A woman walks past a bank's electronic board showing the Hong Kong share index at Hong Kong Stock Exchange Tuesday, Nov. 18, 2020. Asian stock markets were mixed Wednesday after Wall Street declined as worries about the long-term impact of the coronavirus pandemic tempered enthusiasm about possible vaccine development. (AP Photo/Vincent Yu)
BEIJING (AP) — Global stock markets were mixed Wednesday after Wall Street declined as hopes for a possible coronavirus vaccine were tempered by worries about the pandemic's continuing impact.
London, Tokyo and Frankfurt retreated, while Shanghai, Hong Kong and Sydney advanced.
Traders have been encouraged by announcements of progress toward a possible vaccine. But growing infection numbers in the United States and Europe have raised the threat of renewed restrictions on business and movement.
“The reality of rising COVID-19 cases got hold of financial markets,” Mizuho Bank said in a report.
In early trading, the FTSE 100 in London lost 0.5% to 6,332.47 and the DAX in Frankfurt shed 0.9% to 6,365.33. The CAC 40 in Paris declined 0.6% to 5,452.12.
On Wall Street, futures for the benchmark S&P 500 index and Dow Jones Industrial Average were off 0.2%.
On Tuesday, the S&P 500 fell 0.5% after U.S. retail sales growth fell to 0.3% in October from September's 1.6%. The figure fell short of forecasts for 0.5% growth.
That was “a warning shot that COVID-19 is still with us, and its effects will not miraculously disappear overnight,” Jeffrey Halley of Oanda said in a report.
In Asia, the Shanghai Composite Index gained 0.2% to 3,347.30 and the Hang Seng in Hong Kong added 0.5% to 26,544.29.
The Nikkei 225 in Tokyo lost 1.1% to 25,728.14 after October exports declined 0.2% from a year earlier.
The Kospi in Seoul advanced 0.3% to 2,545.64 and Sydney's S&P-ASX 200 added 0.4% to 6,531.10.
India's Sensex gained 0.4% to 44,127.85. New Zealand and Bangkok declined while other Southeast Asian markets advanced.
On Tuesday, the Dow fell 0.6% while the Nasdaq composite slipped 0.2%.
The chairman of the Federal Reserve, Jerome Powell, said the American economy has a “long way to go” before it returns to pre-pandemic levels.
Powell warned the “next few months may be very challenging." He said the Fed is committed to supporting a recovery.
Stocks that stormed higher this month on hopes that a vaccine or two may get the global economy back to normal next year receded.
Extra unemployment benefits that helped to support U.S. consumer spending have expired. Progress on a possible new aid plan in Congress is slow.
“The concern is that people will lose confidence in efforts to control the pandemic,” Powell said. “We’re seeing signs of that already.”
Pharmacy stocks were among the biggest decliners after e-commerce giant Amazon opened online sales to compete with them. Rite-Aid lost 16.3% and Walgreens Boots Alliance dropped 9.6%. Amazon ticked up 0.1%.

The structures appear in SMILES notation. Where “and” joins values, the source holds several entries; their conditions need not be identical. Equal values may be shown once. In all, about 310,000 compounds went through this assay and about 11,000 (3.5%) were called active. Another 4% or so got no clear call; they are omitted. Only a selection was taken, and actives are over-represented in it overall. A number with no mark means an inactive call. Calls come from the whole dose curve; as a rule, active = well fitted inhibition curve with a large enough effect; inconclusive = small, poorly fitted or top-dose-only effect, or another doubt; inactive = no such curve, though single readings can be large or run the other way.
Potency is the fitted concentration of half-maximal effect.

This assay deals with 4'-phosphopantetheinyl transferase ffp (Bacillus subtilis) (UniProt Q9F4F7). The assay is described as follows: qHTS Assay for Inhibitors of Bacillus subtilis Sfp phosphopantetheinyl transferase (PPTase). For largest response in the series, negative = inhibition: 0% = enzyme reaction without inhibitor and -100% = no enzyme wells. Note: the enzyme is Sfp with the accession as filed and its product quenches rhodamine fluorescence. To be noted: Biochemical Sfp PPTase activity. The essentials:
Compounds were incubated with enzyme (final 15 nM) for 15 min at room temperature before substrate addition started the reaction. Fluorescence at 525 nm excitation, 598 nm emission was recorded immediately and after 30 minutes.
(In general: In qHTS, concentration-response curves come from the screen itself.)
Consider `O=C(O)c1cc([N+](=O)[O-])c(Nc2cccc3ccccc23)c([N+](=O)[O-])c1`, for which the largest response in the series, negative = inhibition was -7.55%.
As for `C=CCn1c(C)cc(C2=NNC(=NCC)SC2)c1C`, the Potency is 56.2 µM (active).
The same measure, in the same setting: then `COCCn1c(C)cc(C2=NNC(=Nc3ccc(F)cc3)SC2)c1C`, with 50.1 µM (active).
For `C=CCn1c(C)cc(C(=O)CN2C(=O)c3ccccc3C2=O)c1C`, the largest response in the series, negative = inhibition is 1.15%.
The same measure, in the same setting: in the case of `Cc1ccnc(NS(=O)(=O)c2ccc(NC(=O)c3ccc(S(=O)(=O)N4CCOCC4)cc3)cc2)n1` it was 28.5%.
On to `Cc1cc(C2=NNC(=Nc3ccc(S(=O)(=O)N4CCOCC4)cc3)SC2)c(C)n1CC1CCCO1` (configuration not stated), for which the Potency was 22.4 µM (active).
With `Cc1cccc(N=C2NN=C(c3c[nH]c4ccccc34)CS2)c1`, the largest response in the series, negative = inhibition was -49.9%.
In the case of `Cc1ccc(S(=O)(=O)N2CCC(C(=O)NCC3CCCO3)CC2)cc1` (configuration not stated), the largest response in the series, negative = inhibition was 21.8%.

Tesla rose 8.2% following an announcement that it will join the S&P 500 index next month. It is set to become one of the biggest stocks in the index after soaring nearly 390% this year.
In energy markets, benchmark U.S. crude rose 14 cents to $41.55 per barrel in electronic trading on the New York Mercantile Exchange. The contract rose 9 cents on Tuesday to $41.43. Brent crude, the standard for pricing international oils, gained 25 cents to $44.00 per barrel in London. It lost 7 cents the previous session to $43.75.
The dollar declined to 103.93 yen from Tuesday's 104.21 yen. The euro rose to $1.1885 from $1.1864.
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7 Stocks That Will Help You Forget About the Fed
Normally when the Federal Reserve (i.e. the Fed) makes an announcement, the market reacts predictably. That’s due, in large part, to the nature of what the Fed normally announces. Will interest rates go up, down, or remain unchanged? And for their part, the markets have a pretty good idea what the Fed will do before they do it.
But the Fed’s announcement of August 26 was a little different. They talked briefly about interest rates (they’re staying really low for a long time). But they were more concerned about inflation. Well, the Fed is always concerned about inflation, but this time they really mean it. Basic economics says that low-interest rates should spur inflation.
However, the market has been defying conventional wisdom and the Fed is not getting the inflation they want. So the Fed has basically said that they’re letting inflation go rogue. If it goes above their target 2% rate, so be it. The Fed is done trying to hit a target.
At first, the markets cheered the news. Not only was the Fed not taking away the punch bowl, but they were also going to keep the low rate liquidity going for a long time!
But after a little while to digest things, investors are realizing they have to be grown-ups about this. And now investors are considering how to rebalance their portfolios for the remainder of 2020.
I don’t know about them, but if I were you I would target companies that have a high free cash flow (FCF). Whether it’s your personal finances or in evaluating a stock, cash flow is your friend.
When a corporation has high FCF, they have more strong growth in good markets and more flexibility during when the economy is weaker.
As institutional investors come back into the market, it’s time for you to reposition your portfolio for whatever comes next.
View the "7 Stocks That Will Help You Forget About the Fed".